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  • Building likability as a leader

    With the multitude of professional development courses we as Airmen attend, I just wanted to hit on some regularly discussed leadership behaviors. That said, we should also be striving to improve as we grow as leaders at all levels. These tips can be helpful whether you are leading peers or subordinates. Actively working on the following behaviors
  • Looking back: Industrial Revolution

    The Industrial Revolution changed the economic systems of the world. Without this transition in technology, our military wouldn't be the same today. Europe was the first to thrive in this new revolution through economic and social reforms starting in the 1850s and quickly spread around the world. People became richer and people were able to work
  • Breaking 90%

    "Lee, get off my track!" the instructor yelled. The time clock showed that 21 minutes had passed. Everyone in my flight was finished with the mile and a half run except me. I didn't finish. Before that we had been mock tested on the sit-up and push-up portion of the test. I performed six sit-ups and zero push-ups--zero! I could not believe I was
  • Pride, professionalism and passion

    We are asked to internalize the Air Force core values from the onset of our careers. And as we progress throughout the ranks, despite what life puts in your path, we are again reminded to not only internalize, but epitomize the core values. Irrespective of your status as a basic trainee or chief master sergeant, we have an official mantra as to how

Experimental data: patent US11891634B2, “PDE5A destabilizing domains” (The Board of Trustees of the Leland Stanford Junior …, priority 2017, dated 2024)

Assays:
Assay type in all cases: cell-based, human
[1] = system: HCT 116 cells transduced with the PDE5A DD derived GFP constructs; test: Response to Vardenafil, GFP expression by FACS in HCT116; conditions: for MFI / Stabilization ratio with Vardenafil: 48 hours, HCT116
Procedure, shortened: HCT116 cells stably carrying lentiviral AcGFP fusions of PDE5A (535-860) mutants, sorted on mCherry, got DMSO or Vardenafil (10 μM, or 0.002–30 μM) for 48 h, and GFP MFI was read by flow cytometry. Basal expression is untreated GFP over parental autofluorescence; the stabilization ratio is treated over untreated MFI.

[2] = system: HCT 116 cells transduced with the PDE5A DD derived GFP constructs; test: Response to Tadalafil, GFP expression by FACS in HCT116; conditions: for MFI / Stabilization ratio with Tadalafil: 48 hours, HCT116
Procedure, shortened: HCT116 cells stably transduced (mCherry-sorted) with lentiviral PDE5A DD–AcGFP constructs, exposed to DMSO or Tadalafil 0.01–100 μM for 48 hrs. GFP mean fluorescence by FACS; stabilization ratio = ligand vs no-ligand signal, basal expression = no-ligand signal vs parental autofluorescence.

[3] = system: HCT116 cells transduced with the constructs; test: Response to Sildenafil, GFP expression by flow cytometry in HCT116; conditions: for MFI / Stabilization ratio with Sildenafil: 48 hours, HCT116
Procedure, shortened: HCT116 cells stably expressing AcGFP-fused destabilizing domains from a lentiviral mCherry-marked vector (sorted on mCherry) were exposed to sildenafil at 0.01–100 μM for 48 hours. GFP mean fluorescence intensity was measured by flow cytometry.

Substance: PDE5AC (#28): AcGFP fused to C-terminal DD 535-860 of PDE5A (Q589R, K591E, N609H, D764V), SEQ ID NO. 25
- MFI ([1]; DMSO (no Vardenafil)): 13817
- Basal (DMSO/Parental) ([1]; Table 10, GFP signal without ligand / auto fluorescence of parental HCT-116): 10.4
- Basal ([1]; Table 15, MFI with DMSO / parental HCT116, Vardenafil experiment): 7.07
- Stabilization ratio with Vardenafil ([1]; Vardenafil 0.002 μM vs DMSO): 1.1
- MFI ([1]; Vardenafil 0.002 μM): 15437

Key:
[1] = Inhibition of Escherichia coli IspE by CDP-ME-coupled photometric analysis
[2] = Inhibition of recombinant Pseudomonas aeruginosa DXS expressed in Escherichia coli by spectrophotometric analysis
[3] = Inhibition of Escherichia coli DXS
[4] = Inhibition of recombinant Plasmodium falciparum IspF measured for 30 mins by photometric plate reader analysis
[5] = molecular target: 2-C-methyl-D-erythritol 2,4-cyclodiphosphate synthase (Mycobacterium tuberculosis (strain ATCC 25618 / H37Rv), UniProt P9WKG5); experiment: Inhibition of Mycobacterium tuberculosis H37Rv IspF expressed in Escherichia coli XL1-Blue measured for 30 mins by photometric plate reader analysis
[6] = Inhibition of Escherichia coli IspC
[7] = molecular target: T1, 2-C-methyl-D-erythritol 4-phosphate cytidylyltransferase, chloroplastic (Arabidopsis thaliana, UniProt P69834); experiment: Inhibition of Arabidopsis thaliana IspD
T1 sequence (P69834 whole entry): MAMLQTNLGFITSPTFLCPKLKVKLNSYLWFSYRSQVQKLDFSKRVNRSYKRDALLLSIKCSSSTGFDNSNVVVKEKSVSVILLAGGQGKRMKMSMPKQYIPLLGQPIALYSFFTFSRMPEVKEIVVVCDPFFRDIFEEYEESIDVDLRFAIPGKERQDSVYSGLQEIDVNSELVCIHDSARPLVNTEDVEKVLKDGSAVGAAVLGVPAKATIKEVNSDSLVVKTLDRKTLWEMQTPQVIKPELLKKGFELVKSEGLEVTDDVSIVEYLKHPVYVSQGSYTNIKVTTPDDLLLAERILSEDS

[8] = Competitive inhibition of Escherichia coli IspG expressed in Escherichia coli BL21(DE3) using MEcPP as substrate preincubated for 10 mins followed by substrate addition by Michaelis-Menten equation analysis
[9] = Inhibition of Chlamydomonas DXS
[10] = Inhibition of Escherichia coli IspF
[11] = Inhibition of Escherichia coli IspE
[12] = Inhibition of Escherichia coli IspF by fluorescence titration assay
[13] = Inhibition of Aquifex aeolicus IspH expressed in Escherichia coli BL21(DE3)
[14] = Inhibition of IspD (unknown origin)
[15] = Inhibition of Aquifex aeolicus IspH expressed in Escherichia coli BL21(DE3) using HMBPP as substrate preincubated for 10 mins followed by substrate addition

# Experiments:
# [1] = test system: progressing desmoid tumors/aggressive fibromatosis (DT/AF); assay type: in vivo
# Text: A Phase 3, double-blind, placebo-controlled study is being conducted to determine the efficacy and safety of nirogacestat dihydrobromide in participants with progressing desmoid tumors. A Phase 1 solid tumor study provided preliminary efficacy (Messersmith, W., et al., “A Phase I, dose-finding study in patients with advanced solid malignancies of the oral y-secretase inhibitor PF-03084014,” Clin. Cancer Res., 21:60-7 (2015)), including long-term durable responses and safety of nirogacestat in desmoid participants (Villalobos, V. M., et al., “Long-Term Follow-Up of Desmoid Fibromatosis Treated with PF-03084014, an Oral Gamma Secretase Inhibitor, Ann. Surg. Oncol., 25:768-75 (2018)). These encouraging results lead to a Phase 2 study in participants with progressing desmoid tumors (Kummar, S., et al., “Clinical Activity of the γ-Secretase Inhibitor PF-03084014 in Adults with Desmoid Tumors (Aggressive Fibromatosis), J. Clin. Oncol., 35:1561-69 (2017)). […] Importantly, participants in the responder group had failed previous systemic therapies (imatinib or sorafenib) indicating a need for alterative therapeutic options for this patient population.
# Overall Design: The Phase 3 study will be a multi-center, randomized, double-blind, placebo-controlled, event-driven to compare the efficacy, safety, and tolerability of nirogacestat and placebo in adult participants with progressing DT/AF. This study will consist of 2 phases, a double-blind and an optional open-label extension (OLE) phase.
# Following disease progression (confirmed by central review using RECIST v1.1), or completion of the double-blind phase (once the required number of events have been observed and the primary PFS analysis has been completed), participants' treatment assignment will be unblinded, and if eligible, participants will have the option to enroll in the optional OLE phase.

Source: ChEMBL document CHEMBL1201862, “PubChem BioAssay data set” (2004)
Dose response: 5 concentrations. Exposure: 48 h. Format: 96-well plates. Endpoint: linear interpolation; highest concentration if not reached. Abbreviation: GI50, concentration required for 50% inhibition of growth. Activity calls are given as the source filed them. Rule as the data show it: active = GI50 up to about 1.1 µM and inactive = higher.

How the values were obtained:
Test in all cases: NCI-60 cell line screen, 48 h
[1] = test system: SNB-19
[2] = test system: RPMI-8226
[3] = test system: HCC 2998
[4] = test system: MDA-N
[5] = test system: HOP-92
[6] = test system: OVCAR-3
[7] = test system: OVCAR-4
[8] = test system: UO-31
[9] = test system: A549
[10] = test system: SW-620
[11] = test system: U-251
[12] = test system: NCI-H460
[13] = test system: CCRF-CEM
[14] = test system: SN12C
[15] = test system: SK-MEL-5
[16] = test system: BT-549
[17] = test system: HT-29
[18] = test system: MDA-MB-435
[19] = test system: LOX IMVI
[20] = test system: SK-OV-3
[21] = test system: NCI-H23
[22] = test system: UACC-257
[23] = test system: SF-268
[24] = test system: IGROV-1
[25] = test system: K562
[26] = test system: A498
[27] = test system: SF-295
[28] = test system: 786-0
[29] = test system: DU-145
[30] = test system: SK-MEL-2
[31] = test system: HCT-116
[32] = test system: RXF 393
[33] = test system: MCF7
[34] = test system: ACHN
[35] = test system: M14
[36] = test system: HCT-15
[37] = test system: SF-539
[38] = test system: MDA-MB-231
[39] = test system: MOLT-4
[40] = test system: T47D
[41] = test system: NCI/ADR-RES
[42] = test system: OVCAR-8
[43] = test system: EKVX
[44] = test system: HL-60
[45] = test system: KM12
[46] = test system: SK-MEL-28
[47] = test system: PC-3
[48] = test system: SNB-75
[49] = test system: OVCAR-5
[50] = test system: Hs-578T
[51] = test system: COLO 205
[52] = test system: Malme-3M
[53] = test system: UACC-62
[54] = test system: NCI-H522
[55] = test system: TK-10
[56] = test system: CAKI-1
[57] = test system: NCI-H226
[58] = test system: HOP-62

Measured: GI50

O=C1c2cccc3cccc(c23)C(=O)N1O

• Ownership

    Let's look at the process of buying, owning and passing on a vehicle to a dependent. Typically you start by researching it from top to bottom. Next, you find the vehicle you like on a car lot and do a thorough once-over of the car looking for any issues. After purchasing it, you ensure it will stand the test of time by detailing the car regularly,
  • Improving relations between subordinates and leadership

    Commanders intent is a doctrinal term used in planning combat missions to communicate a desired end-state to subordinates. It describes a goal, timeline, and includes an acceptable level of risk. It is purposely vague in how to reach the goal. This is so subordinates can infuse their own expertise and information into the plan and come up with
  • The Cost of Freedom

    This past Veterans Day I found it heartwarming and enlightening to feel the support from the local community, all the way from the young children at the local schools, to the local World War II veterans in the local community. I also had the experience to see the different perspectives of what freedom meant to them. The younger children explained
  • First line leader need not be left out

    As experienced supervisors and leaders, are we empowering our junior leaders to spread their wings as supervisors and leaders at their level? Specifically, I’m referring to the day-to-day leadership roles within the work area.
  • Lead the way: Be the spark to set fire

    As a leader, do not let your ego get in the way. Stand tall, but not above everyone else. Do not tell people what to do, show them. Showing them is what leading is all about. When you show them, you are creating that spark.
  • The importance of mentorship

    The most frequently mentioned saying was, "If you want to travel fast, travel alone; if you want to travel far, travel together."
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